Jean Rousseau, John Locke, and Immanuel Kant on Education (Illustrated) by Jean Jacques Rousseau

Jean Rousseau, John Locke, and Immanuel Kant on Education (Illustrated)

byJean Jacques Rousseau, Timeless Books: Editor

Kobo ebook | July 20, 2015

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The thoughts pioneered by Locke, Rousseau, and Kant have had a huge impact on the social contract and liberal theories and on the development of both epistemology and physical philosophy. American Declaration of Independence is strongly influenced by their ideology.

In 1693, Locke published SOME THOUGHTS CONCERNING EDUCATION that is still regarded as the most important work on education in England today. It was translated into all of the European languages during the eighteenth century. Jean Jacques Rousseau acknowledged that his Emile or On Education was inspired, influenced, and directed strongly by Locke’s book.

John Locke in the book explained how to educate a young mind using three distinct methods: the development of a healthy body; the formation of a virtuous character; and the choice of an appropriate academic curriculum.

In 1762, Rousseau completed Emile, or On Education his best and most important of all his writings. The book is a treatise on the nature of education and on the nature of man; but it was banned in Paris and Geneva when published due to the section "Profession of Faith of the Savoyard Vicar" in the book.  Rousseau addressed the relationship between the individual and society by calling out that "Everything is good as it leaves the hands of the Author of things; everything degenerates in the hands of man".

Rousseau further described a system of education that would enable the natural man to survive corrupt society. During the French Revolution, Emile or On Education was served as the inspiration for a new national system of education in France. The book also has had the most impact on Enlightenment. It is regarded as the first philosophy of education in Western culture.  

It was a widely told legend that Kant never interrupted his daily routine, but he could give up his daily walk in order to continue the study of Rousseau's Emile or On Education. The only picture hung over his writing desk in Kant's study room was a Rousseau’s a portrait.  Rousseau’s influence on Kant including the dignity of common humanity, the importance of autonomy, the centality of virtue, the nature of proper theodicy, and education as the foundation to education people’s respect for common human beings.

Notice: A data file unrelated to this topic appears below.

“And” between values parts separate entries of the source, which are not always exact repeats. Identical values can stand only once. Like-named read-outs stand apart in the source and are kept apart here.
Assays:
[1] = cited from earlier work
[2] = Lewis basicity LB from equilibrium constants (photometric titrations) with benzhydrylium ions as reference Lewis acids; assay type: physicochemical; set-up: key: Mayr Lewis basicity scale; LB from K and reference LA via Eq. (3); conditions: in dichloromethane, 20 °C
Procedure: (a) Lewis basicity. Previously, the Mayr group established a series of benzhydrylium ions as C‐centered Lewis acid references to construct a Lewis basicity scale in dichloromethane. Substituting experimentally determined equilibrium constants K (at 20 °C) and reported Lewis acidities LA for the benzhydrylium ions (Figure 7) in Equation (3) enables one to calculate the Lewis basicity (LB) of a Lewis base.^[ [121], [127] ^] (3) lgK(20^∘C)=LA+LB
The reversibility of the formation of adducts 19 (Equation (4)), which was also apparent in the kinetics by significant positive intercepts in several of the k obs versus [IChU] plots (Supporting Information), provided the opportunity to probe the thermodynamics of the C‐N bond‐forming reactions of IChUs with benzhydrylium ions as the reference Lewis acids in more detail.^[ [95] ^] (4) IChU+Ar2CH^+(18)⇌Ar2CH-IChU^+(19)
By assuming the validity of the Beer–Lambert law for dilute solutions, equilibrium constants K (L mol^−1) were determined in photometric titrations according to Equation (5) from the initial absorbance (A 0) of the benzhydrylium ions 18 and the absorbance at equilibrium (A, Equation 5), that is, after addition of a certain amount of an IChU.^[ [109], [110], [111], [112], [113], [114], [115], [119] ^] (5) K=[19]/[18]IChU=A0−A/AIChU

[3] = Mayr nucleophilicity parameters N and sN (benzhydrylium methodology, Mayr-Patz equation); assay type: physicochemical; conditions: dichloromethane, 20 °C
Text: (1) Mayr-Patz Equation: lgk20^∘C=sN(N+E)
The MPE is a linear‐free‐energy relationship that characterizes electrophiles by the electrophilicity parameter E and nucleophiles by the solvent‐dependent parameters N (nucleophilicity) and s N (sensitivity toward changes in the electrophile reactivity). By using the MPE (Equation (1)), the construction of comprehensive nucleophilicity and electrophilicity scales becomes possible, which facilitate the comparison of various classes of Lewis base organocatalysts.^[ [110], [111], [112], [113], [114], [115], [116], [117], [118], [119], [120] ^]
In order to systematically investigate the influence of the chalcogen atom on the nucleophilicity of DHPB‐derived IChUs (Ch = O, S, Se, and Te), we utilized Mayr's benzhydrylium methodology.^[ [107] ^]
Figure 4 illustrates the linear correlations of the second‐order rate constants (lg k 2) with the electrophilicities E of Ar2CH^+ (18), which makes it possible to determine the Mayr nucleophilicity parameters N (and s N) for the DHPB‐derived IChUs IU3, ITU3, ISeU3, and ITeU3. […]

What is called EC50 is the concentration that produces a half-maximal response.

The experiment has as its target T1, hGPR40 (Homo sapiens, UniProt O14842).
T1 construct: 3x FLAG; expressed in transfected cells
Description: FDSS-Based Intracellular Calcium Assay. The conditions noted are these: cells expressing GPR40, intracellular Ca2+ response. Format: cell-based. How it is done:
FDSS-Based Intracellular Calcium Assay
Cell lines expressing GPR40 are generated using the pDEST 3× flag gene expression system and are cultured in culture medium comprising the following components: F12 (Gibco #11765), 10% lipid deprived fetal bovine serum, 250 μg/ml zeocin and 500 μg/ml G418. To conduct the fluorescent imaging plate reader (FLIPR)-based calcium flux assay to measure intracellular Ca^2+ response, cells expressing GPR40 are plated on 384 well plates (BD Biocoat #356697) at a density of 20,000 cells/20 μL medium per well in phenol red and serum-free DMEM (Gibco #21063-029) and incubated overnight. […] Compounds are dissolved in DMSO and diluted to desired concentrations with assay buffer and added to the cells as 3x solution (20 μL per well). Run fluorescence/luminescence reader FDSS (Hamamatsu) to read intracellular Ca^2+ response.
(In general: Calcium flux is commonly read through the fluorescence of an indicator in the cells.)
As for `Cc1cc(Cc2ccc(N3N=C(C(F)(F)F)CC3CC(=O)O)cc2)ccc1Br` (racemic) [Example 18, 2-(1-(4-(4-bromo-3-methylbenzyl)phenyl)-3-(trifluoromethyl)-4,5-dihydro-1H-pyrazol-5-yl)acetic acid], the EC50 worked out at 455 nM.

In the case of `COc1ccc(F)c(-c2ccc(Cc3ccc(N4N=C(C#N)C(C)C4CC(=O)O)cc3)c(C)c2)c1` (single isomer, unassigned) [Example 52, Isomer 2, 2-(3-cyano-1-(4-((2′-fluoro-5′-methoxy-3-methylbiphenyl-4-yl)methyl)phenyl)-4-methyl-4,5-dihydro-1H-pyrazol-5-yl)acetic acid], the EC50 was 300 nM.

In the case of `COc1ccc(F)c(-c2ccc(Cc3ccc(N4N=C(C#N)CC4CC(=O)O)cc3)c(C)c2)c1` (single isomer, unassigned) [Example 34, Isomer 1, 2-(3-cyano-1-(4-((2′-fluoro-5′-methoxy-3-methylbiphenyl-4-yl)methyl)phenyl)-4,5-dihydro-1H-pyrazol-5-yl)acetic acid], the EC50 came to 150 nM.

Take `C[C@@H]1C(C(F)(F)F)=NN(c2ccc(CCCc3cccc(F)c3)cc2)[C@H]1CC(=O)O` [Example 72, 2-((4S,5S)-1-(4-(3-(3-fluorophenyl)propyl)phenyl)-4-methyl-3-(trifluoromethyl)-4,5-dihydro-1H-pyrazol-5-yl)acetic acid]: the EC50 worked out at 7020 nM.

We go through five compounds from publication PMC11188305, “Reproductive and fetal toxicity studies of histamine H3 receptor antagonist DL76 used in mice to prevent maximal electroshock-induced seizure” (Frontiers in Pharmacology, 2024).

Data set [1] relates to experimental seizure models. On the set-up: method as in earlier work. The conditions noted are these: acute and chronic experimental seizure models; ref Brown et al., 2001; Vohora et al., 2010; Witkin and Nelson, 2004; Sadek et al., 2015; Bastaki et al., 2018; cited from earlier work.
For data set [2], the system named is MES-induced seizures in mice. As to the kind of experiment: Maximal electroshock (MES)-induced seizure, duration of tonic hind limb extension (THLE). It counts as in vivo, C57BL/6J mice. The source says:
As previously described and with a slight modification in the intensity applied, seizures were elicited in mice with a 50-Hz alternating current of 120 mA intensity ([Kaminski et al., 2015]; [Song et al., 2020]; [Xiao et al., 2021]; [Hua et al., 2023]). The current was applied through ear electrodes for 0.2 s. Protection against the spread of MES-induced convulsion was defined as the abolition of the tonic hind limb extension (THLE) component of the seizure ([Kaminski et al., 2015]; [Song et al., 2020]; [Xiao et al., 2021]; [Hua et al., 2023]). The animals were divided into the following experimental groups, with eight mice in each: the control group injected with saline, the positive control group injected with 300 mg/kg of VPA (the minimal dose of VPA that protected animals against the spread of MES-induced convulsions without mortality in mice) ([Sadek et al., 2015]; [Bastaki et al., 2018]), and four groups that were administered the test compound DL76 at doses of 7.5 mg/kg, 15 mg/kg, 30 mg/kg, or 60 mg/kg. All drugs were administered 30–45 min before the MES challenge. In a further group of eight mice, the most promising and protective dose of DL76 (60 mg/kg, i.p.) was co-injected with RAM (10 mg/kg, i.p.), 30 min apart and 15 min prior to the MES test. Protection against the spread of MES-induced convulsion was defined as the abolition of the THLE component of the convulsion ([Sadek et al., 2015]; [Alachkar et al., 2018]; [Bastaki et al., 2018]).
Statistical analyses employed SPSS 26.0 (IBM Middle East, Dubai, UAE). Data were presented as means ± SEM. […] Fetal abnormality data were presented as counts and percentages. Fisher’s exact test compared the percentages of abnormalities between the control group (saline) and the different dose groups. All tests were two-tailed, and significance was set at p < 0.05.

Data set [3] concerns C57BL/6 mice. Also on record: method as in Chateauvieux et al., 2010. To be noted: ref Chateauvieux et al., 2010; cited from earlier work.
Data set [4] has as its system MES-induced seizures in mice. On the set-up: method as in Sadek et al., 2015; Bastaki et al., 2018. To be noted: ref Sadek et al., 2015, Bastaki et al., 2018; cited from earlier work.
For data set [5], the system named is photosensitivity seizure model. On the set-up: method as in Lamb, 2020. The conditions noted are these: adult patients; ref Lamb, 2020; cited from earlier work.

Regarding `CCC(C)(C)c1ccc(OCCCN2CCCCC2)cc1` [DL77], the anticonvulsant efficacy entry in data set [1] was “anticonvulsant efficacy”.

Continuing the work on education by John Locke and Jean Rousseau, Kant published his only work about education Kant on Education in 1803 and the book was regarded as Kant's deepest thoughts of education. Immanuel Kant’s treatise on education discusses the topics of "discipline," "culture," "discretion," and "morality." Kant dealt with the physical, mental, and emotional well-being of the child, and gave a variety of practical suggestions on how to train children to be the next generation of capable citizens.

In Kant on Education, he further explained that that education differed from training. He believed that education involved thinking whereas training did not. To Kant, education was the development of character and teaching of moral maxims. He also explored potential solutions to stress the necessity of treating children as children and not as miniature adults.

The work on education by John Locke, Jean Rousseau, and Immanuel Kant became widely recognised as the foremost and foundational voice about education and their influence has been felt in nearly every field of the humanities and social sciences.

This book is not only an important one about Philosophy and Enlightenment, but also a must-read book for readers who are interested in deepest thoughts of educating great young minds by John Locke, Jean Rousseau, and Immanuel Kant, three of the greatest tinkers on the planet.


Title:Jean Rousseau, John Locke, and Immanuel Kant on Education (Illustrated)Format:Kobo ebookPublished:July 20, 2015Publisher:www.WealthOfNation.comLanguage:English

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